Business School


01 June 2018

AGL’s goal is to prosper in a carbon constrained future as it is ‘too risky to continue in coal’, AGL Energy CEO Andy Vesey told the QUT Business Leaders’ Forum today.

Mr Vesey outlined reasons behind announcements made soon after he took up his role that AGL was turning its back on coal seam gas and closing coal-fired power stations in favour of renewable energy initiatives.

Australia’s positives of leading the world in the energy market design at the time, its relatively low-cost resources and general sense of sustainability and environmental quality were ‘swept away’ by the lack of available gas, an ageing coal fleet and a politically charged atmosphere around energy affordability, he said.

“The falling cost of renewables, that’s the next thing that will come in, requires a different level of support meaning you can’t build firming capacity in a market that's energy owned.

“So you have to make the transition to new technology.

“It was a tough decision … We are the largest emitters of CO2 in a world which is clearly coming to a consensus that continuing to put CO2 into the atmosphere is bad.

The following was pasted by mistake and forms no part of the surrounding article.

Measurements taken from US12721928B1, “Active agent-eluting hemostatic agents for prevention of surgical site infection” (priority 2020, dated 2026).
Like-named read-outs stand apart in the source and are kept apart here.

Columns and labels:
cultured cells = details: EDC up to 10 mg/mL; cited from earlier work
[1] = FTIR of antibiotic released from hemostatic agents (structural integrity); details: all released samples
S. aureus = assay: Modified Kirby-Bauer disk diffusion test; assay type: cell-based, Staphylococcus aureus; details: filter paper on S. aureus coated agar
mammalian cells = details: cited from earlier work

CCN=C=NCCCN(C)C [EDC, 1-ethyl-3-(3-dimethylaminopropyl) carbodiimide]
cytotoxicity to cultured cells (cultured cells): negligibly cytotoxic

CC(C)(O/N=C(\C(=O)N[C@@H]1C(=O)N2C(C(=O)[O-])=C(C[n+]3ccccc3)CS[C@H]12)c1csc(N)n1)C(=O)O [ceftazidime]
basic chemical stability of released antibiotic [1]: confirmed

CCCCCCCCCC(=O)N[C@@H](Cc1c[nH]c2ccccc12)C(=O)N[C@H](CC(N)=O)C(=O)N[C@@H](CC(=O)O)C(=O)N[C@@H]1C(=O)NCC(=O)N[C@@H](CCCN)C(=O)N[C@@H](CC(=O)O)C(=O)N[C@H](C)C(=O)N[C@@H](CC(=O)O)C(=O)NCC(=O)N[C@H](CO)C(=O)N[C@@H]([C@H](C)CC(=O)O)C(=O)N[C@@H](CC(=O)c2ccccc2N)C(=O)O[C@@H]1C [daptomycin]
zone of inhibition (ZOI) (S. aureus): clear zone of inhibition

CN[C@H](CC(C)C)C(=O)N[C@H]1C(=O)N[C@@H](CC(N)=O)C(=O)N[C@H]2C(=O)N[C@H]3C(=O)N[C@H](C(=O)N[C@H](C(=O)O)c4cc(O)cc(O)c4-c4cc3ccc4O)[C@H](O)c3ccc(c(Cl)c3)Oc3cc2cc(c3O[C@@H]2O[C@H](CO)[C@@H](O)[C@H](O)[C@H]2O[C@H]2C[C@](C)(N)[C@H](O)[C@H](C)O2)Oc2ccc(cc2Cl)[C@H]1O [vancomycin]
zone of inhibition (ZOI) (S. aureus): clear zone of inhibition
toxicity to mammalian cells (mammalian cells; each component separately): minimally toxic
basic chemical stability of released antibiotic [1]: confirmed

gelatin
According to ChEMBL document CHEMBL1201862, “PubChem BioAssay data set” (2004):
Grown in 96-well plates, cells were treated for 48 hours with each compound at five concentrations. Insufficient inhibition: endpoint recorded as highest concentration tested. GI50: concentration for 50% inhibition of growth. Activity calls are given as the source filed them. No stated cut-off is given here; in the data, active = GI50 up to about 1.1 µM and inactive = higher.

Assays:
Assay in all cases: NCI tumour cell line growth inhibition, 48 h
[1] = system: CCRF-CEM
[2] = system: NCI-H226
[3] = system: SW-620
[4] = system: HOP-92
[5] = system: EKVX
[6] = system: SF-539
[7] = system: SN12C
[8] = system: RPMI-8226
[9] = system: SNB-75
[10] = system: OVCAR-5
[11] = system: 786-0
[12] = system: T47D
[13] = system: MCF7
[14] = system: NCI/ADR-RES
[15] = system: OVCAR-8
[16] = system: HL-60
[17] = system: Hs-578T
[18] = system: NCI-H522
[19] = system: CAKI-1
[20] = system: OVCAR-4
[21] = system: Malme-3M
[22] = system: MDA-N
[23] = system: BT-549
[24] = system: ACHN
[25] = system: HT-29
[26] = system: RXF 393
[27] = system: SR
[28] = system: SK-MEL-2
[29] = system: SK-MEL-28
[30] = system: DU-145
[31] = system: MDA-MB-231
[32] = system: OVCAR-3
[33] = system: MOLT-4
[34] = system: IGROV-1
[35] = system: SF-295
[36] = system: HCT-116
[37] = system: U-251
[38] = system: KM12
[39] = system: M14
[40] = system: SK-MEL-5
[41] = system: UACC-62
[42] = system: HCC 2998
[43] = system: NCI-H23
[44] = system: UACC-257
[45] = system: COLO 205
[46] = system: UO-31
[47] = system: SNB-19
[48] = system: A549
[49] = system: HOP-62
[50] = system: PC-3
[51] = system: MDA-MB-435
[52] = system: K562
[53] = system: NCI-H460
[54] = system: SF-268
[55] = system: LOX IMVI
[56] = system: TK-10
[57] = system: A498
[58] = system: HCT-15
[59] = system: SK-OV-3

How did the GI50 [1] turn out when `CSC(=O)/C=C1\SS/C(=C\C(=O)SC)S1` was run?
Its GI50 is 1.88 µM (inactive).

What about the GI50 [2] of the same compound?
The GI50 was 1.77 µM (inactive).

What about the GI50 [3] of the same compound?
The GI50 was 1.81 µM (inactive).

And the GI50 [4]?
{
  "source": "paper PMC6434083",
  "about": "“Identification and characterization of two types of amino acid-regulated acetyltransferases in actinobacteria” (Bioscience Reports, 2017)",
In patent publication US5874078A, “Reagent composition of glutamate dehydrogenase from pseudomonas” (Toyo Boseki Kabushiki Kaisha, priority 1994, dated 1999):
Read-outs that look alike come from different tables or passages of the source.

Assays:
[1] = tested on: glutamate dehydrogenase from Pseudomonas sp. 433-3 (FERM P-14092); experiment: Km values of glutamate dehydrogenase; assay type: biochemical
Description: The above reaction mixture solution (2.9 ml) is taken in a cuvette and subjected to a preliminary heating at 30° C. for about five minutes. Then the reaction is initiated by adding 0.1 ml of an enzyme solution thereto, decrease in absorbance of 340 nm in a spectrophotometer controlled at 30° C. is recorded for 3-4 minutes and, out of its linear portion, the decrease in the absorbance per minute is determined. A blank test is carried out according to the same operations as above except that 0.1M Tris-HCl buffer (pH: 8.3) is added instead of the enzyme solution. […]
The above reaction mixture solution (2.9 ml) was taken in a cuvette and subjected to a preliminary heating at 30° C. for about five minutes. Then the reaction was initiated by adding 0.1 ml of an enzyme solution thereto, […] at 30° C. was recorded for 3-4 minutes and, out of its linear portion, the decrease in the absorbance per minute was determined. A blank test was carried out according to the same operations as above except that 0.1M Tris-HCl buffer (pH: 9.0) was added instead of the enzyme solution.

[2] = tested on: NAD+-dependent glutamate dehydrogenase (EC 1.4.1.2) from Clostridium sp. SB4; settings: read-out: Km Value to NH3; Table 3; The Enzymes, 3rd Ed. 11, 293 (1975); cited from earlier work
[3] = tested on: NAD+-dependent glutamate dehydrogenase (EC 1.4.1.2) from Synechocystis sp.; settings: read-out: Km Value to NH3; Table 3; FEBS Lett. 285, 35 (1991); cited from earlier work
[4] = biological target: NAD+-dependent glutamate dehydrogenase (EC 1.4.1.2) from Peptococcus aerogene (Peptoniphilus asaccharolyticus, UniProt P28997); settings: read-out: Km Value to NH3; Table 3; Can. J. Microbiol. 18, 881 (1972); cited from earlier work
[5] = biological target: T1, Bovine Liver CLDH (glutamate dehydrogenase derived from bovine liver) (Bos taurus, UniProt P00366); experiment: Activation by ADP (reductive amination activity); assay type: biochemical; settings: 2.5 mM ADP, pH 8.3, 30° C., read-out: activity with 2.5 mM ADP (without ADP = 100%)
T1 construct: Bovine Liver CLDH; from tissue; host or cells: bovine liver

“Eventually investors are going to catch onto that and there’s tremendous risk in that position so there was a necessity to reposition the company. It wasn’t easy. Immediately we had no friends at all.”

The 2015 withdrawal from coal seam gas came after test wells had shown there weren’t the expected gas reserves.

“In order to get out of the gas business we had to say we were wrong and why we were wrong and write off over a billion dollars of investment.

“The technical term for that is taking your shareholders’ money and flushing it down the toilet. You don’t want to do that and a lot of bad decisions are made because you continue to do something that’s a less painful way than flushing money down the toilet.”

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